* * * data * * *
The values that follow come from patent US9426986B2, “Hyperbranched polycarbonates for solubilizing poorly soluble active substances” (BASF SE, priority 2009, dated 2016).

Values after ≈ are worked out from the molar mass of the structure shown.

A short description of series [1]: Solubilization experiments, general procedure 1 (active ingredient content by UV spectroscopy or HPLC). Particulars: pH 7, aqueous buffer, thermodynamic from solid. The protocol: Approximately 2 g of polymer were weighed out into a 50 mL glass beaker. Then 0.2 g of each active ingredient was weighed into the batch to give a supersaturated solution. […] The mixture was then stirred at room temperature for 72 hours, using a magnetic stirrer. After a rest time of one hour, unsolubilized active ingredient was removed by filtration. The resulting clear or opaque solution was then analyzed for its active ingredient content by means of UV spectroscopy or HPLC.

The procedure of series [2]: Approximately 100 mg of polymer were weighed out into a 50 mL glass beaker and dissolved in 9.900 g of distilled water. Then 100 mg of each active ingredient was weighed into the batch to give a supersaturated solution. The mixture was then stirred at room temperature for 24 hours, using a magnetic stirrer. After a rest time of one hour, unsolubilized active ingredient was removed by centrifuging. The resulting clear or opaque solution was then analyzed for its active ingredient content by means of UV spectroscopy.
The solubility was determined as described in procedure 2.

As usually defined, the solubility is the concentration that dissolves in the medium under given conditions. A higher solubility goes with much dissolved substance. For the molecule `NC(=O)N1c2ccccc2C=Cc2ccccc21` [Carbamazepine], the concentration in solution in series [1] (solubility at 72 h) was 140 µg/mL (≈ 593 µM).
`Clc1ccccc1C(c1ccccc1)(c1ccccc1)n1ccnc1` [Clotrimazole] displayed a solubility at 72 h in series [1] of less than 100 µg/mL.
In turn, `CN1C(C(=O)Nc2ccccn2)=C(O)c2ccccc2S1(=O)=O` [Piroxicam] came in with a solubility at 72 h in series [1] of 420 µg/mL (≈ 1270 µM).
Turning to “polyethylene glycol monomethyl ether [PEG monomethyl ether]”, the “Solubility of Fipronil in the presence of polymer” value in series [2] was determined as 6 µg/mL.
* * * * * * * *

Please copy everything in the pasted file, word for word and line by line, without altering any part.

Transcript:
The values that follow come from patent US9426986B2, “Hyperbranched polycarbonates for solubilizing poorly soluble active substances” (BASF SE, priority 2009, dated 2016).

Values after ≈ are worked out from the molar mass of the structure shown.

A short description of series [1]: Solubilization experiments, general procedure 1 (active ingredient content by UV spectroscopy or HPLC). Particulars: pH 7, aqueous buffer, thermodynamic from solid. The protocol: Approximately 2 g of polymer were weighed out into a 50 mL glass beaker. Then 0.2 g of each active ingredient was weighed into the batch to give a supersaturated solution. […] The mixture was then stirred at room temperature for 72 hours, using a magnetic stirrer. After a rest time of one hour, unsolubilized active ingredient was removed by filtration. The resulting clear or opaque solution was then analyzed for its active ingredient content by means of UV spectroscopy or HPLC.

The procedure of series [2]: Approximately 100 mg of polymer were weighed out into a 50 mL glass beaker and dissolved in 9.900 g of distilled water. Then 100 mg of each active ingredient was weighed into the batch to give a supersaturated solution. The mixture was then stirred at room temperature for 24 hours, using a magnetic stirrer. After a rest time of one hour, unsolubilized active ingredient was removed by centrifuging. The resulting clear or opaque solution was then analyzed for its active ingredient content by means of UV spectroscopy.
The solubility was determined as described in procedure 2.

As usually defined, the solubility is the concentration that dissolves in the medium under given conditions. A higher solubility goes with much dissolved substance. For the molecule `NC(=O)N1c2ccccc2C=Cc2ccccc21` [Carbamazepine], the concentration in solution in series [1] (solubility at 72 h) was 140 µg/mL (≈ 593 µM).
`Clc1ccccc1C(c1ccccc1)(c1ccccc1)n1ccnc1` [Clotrimazole] displayed a solubility at 72 h in series [1] of less than 100 µg/mL.
In turn, `CN1C(C(=O)Nc2ccccn2)=C(O)c2ccccc2S1(=O)=O` [Piroxicam] came in with a solubility at 72 h in series [1] of 420 µg/mL (≈ 1270 µM).
Turning to “polyethylene glycol monomethyl ether [PEG monomethyl ether]”, the “Solubility of Fipronil in the presence of polymer” value in series [2] was determined as 6 µg/mL.